338,000 Less tax returns for HMRC

338,000 Less Tax Returns for HMRC

One drive of successive Governments has been to free up HM Revenue & Customs’ (HMRC) time to focus on compliance matters.  A main feature of this drive has been to reduce the number of Self Assessment Tax Returns (“Tax Returns”) being requested and the latest change in this area has been to stop automatically requesting Tax Returns from individuals who only have PAYE salaried income of less than £150k for the 2023/24 tax year. From the 2024/25 tax year, this threshold will be removed entirely, meaning that all PAYE taxpayers will not be issued with Tax Returns if that is their only source of income, regardless of the level of income.

There is a strong note of caution to all taxpayers in this position that now places a greater emphasis on the “Self” part of Self Assessment: just because HMRC has not issued a Tax Return, it does not mean that one is not due.

There is now a greater onus on a taxpayer to be aware of the Tax Return filing criteria – broadly, if there is an untaxed source of income or a gain a Tax Return will be required.

HMRC’s own criteria are that Tax Returns need to be filed for a year when any of the following apply:
• Receipt of gross rents from rental property over £10,000 or over £2,500 of profits;
• Investment income (i.e. bank interest and dividends) of more than £10,000*;
• they are a partner in a business partnership;
• pay the high income child benefit charge (HICBC);
• are self-employed with gross business income over £1,000;
• asset disposals are made generating a gain of more than the annual exemption, which for 2023/24, was £6,000 (or proceeds in excess of £24,000 regardless of the level of gain).

*It should not be assumed that HMRC have this information. HMRC’s view is that any investment income can be collected via the PAYE code if it is up to £10,000 but this still requires the taxpayer to let HMRC know the amount. It is often the case that it is easier to provide this information to HMRC on a Tax Return rather than relying on more informal means of communication such as letters, phone calls and using the Personal Tax Account.

It should be noted that there has been some recent case law whereby a letter to HMRC to advise that a taxpayer had to do a Tax Return was held to be insufficient notification of the requirement to do the Tax Return. In this case, once HMRC caught up on their post (the first letter was sent in 2018 and it was only picked up by HMRC in 2022 – after four tax years had passed! Tax Returns were issued and late notification penalties were levied by HMRC on top of the tax and interest owed for late payment).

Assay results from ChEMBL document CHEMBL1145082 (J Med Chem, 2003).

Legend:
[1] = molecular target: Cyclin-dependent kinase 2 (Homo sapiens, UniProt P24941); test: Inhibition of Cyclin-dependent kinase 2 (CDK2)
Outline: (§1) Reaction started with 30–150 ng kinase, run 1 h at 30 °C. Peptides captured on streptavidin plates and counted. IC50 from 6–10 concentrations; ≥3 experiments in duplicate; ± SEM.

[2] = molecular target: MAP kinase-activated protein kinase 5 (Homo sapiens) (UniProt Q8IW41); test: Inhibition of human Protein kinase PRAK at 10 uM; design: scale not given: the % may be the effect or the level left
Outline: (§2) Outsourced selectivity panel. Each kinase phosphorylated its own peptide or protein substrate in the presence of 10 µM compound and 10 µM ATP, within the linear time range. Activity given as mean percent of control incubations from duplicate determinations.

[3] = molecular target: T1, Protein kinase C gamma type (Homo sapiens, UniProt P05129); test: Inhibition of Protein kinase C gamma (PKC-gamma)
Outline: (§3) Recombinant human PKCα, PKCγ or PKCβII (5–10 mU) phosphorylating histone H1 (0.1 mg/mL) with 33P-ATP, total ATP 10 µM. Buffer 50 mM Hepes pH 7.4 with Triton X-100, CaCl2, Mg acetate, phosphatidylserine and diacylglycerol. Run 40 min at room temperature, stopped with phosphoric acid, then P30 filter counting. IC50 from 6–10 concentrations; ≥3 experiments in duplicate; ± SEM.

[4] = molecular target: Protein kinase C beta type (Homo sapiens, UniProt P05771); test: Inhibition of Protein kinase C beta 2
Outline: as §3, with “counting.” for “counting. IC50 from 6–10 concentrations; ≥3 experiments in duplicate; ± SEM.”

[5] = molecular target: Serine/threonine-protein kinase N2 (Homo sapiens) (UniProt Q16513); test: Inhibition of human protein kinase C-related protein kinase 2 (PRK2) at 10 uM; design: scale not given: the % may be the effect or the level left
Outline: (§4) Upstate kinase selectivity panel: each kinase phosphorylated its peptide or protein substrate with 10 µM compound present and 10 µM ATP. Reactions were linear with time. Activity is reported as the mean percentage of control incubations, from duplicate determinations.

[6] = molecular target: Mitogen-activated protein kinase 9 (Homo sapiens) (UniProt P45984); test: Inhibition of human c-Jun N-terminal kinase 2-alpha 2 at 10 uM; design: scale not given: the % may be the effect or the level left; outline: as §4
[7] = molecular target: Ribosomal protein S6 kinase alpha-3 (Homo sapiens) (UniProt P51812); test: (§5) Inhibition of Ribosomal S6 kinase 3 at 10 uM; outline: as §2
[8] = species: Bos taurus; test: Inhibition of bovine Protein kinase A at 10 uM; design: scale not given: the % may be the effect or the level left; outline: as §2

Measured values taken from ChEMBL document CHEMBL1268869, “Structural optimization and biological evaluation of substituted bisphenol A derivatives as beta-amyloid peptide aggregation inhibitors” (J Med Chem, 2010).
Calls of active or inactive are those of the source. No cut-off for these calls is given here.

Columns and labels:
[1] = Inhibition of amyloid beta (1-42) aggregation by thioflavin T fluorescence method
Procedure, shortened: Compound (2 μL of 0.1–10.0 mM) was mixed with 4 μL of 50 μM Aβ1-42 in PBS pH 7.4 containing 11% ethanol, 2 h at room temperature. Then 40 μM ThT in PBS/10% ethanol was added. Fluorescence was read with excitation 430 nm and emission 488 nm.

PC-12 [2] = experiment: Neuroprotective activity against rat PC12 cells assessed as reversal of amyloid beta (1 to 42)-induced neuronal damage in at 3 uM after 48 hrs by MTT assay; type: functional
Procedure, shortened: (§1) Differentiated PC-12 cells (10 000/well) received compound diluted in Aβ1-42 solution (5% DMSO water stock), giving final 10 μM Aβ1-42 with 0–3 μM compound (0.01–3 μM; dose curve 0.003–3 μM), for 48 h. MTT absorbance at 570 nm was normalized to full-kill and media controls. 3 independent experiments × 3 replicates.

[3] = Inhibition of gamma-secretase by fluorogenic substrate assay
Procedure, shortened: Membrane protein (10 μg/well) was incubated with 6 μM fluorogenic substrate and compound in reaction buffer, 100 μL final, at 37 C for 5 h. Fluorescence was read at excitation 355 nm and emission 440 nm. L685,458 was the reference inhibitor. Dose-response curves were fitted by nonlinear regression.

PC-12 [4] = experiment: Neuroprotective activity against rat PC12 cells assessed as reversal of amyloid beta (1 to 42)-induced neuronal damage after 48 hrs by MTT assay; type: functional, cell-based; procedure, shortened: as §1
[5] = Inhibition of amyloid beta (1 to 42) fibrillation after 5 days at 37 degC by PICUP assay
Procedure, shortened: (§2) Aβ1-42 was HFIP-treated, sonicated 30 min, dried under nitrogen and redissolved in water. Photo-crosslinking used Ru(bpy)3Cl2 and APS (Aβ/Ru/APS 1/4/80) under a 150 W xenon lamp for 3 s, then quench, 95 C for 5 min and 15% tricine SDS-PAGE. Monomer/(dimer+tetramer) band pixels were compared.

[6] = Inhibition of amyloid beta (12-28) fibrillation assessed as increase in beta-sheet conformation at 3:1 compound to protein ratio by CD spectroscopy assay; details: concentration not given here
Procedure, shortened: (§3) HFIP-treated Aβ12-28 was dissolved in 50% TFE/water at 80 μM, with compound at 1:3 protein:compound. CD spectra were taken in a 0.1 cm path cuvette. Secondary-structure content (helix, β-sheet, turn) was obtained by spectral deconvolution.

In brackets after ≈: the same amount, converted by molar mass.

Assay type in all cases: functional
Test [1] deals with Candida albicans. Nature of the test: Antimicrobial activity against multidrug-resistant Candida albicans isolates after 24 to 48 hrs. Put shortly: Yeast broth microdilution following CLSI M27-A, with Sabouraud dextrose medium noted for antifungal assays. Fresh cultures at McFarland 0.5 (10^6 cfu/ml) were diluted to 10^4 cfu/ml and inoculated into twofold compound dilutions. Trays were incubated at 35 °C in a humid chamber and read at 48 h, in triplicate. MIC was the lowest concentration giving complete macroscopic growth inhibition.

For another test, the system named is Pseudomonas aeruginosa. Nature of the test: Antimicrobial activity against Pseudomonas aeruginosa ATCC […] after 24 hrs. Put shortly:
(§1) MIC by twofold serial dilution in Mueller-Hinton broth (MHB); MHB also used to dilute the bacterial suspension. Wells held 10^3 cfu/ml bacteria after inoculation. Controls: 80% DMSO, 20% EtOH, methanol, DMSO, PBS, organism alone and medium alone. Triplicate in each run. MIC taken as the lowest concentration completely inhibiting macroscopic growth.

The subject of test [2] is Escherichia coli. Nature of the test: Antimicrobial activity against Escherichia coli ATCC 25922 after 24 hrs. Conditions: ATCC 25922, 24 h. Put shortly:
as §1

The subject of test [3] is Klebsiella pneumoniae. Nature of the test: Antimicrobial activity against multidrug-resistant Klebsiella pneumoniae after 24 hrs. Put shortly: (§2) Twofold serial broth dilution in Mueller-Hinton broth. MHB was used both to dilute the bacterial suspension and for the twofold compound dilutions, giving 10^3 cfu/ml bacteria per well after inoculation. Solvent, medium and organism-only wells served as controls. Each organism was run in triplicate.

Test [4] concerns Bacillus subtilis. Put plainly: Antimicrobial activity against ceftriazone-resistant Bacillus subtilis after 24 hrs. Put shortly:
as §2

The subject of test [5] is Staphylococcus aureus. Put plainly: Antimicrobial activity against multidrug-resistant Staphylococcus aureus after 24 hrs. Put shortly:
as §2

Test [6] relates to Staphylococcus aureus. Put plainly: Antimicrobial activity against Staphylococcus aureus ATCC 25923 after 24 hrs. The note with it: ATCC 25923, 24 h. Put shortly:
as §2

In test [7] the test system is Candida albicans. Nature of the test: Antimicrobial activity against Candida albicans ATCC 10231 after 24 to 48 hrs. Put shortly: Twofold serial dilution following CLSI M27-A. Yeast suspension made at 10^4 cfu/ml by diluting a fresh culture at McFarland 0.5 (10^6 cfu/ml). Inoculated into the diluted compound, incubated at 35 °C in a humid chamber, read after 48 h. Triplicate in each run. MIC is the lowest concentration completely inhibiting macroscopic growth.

Aside from the liability items above, a Tax Return can be used to claim reliefs such as pension contributions, gift aid, EIS and SEIS investments etc.

The above is a salutary reminder of how the tax system works in the UK – taxpayers should be making active decisions to consider whether they need to file a Tax Return each year, rather than relying on HMRC to tell them if they need to…the risk is all at the taxpayer’s expense!

High Income Child Benefit charge – Threshold Changes

After much lobbying, the Chancellor announced an increase to the level beyond which the child benefit needs to be paid back and the band across which this applies.

Before 6 April 2024, child benefit claims in a household where the higher earner had more than £50,000 of income had to be paid back as a tax charge (HICBC) on a sliding scale, topping out at £60,000 where the HICBC was the full amount of the child benefit claimed.

From 6 April 2024, the abatement starts at £60,000 and tops out at £80,000 – a welcome change. This means that there will be some people who have become eligible for the first time. It should still be noted that whilst there are proposals to introduce a National Insurance credit claim system from April 2026, there is still requirement for a child benefit claim to be made in order to preserve the National Insurance contributions record (and therefore a future state pension claim) for any non-working child benefit claimant in the household.

Another change slated to come in from April 2026, is to move to a household income assessment for the purposes of considering whether the abatement applies. There have been a number of commentators who have suggested that this will be tricky to implement so it will be interesting to see if this timetable slips.

If you would have any questions or would like further information on any of the topics covered in this piece, please contact us on 020 7870 9050 or email us at helo@rpgcc.co.uk


This article has been written by Anand our Corporate Tax Director.

Anand’s mixed tax background mainly, dealing with owner managed businesses enables him to see problems and solutions from both the corporate and personal tax side. Most recently, Anand has been working and advising on employee share incentive schemes such as EMI, CSOP and growth shares.

Anand has also advised a number of entrepreneurs and High Net Worth individuals on personal tax matters and areas of tax planning such as on non-dom and residency matters.

Recent experience includes:
• Setting up EMI schemes for UK subsidiaries of overseas parent companies.
• Advice on MBOs.
• EIS and SEIS advice to companies.
• Trust planning.
• Property planning.




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